Clay differs from the inelastic earths and fine sand because of its ability, when wet with proper amount of water, to form a cohesive mass and to retain its shape when molded. This quality is known as plasticity. When heated to high temperatures, it also partially melts, resulting in the tight, hard rock-like substance known as ceramic. A typical clay body usually consists of china clay, ball clay (added to increase workability and plasticity), potash feldspar, silica and than clay. These are available in the market, ready to use. The most common types of clay are earthenware, stoneware and porcelain.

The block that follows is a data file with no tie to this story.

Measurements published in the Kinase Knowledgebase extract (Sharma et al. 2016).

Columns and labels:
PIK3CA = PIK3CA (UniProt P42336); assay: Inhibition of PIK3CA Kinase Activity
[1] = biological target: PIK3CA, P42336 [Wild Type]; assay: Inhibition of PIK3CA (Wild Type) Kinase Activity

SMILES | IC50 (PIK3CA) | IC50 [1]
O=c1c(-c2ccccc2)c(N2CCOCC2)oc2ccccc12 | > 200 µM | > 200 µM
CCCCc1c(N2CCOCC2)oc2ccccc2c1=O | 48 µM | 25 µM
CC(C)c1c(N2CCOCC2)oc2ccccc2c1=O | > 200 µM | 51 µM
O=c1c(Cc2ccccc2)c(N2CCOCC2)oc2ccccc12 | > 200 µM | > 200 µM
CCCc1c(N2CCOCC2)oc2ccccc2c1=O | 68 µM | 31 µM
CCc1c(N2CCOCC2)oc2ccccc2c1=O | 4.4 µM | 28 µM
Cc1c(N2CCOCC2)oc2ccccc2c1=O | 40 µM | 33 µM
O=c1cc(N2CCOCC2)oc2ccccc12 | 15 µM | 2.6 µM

Wedging the clay is the primary and most important step of pot-making. It is done before any other activity to help compact the clay and get air pockets out, ensuring that it is uniform in stiffness. If the clay body isn’t wedged properly, the chances are one won’t get the pot right. Quite interestingly, on the contrary, if the body is wedged well, throwing will be almost effortless.